Coughs and chest infections

As it is January there are a lot of visitors to Evergreen Eyre Square who are suffering with coughs and chest infections. Unfortunately, a cough or chest infection is part of the winter for many, and some vulnerable people may find it hard to recover.

Everyone is at risk of picking up a virus or bacteria which leads to a cough or chest infection. No matter how often you wash your hands or keep your face covered, it is often impossible to prevent infection. What you can do, however, is reduce the severity of the infection and get better faster.

Why do I have a cough?

A cough is a reflex action that temporarily clears the airways of mucus and irritants. Mucus or phlegm is the substance your body secretes to trap viruses, bacteria, and other irritating substances. So basically, you need mucus to trap all the baddies, and you need to cough it up to get them out of your body.

If you have a cold or cough and you are taking decongestant medication, you could be slowing down your recovery process or opening yourself up to reinfection by drying out your mucus membranes and making it more accessible to bacterial and viral materials.

What can I do to feel better sooner?

Firstly, drink plenty of fluids. This is a healthy thing to do anyway, as it prevents dehydration, but it is all the more important if you have an infection. If you are dehydrated or overdosed on coffee, you are slowing your immune system down and impeding your recovery.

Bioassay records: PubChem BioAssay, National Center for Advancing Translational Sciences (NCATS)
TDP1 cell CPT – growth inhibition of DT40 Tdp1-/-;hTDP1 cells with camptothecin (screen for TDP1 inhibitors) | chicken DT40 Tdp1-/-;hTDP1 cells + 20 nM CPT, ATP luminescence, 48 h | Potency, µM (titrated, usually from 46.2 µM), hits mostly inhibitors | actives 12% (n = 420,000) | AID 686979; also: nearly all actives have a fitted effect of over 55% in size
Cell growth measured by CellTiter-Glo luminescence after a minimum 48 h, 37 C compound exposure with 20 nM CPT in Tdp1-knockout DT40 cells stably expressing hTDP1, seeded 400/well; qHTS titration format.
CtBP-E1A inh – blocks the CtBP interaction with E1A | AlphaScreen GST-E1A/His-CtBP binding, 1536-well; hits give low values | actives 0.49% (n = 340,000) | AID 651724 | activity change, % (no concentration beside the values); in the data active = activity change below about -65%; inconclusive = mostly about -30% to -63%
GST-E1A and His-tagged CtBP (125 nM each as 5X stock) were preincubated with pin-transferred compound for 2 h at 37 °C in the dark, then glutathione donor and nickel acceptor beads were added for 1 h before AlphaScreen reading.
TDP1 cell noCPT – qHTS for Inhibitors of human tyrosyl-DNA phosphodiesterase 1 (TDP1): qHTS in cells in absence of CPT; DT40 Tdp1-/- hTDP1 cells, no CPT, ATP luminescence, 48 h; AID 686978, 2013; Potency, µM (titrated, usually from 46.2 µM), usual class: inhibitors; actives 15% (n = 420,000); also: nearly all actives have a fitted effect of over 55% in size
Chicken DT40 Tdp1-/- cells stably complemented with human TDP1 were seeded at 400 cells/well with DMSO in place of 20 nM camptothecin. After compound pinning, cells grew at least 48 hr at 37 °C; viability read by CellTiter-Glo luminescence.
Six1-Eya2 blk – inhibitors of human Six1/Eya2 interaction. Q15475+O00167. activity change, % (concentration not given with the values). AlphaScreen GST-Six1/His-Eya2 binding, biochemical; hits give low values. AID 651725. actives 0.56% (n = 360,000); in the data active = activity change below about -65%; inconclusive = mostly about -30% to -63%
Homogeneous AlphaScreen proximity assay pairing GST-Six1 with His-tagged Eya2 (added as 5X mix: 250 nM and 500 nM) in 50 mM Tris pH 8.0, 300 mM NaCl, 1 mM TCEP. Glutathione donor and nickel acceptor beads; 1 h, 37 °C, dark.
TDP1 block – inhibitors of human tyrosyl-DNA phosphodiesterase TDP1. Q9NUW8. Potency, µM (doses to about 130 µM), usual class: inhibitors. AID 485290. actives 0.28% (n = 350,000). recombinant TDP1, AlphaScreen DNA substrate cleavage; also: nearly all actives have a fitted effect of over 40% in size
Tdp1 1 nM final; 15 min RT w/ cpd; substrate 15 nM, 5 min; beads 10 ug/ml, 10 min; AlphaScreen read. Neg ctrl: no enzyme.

Try liquorice. Love it or loathe it, we are all familiar with liquorice in the form of a sweet. As an herb it is an expectorant which means that it facilitates the movement of mucus from the respiratory tract. In short, it helps you get it up and out. Liquorice also supports your adrenal system; this means that it can improve your energy and stress levels through your period of illness. Many natural cough bottles contain liquorice extract, but you can also buy liquorice capsules and tea. Liquorice is not suitable for those with high blood pressure.

Eat more garlic. Garlic works to overcome both viruses and bacteria and has been used throughout history to treat infectious conditions. It thins mucus, so it can be very good for a chesty cough that is not producing any or much phlegm. Eating garlic raw is best, however if you cannot do that it is available in strong capsules called Kyolic garlic.

Take regular vitamin D. Vitamin D is the new vitamin C. The Vitamin D Council has stated that low vitamin D is linked to increased frequency of respiratory infections and coughs. It has also said that supplementation of daily vitamin D can cut the severity and duration of a chest infection by half. It is thought that 20 per cent of over 50s are deficient in vitamin D. Also at risk of vitamin D deficiency are those who work inside, vegans, coeliacs, and the elderly.

Inhale some steam. Have you ever had a cough and taken a hot shower only for it to make you cough even more? When you breathe in the steam it can loosen mucus deep within the chest, and your body responds with the coughing reflex. If you can stand to inhale steam for several minutes, it may help you to cough up deep seated mucus which is infected and this should aid your recovery.

For more advice on how to feel better faster when suffering from a cold, cough, or a flu, call into Evergreen Healthfoods, Eyre Square, or any of Evergreen's seven stores. Further information can be found on evergreen.ie/blog

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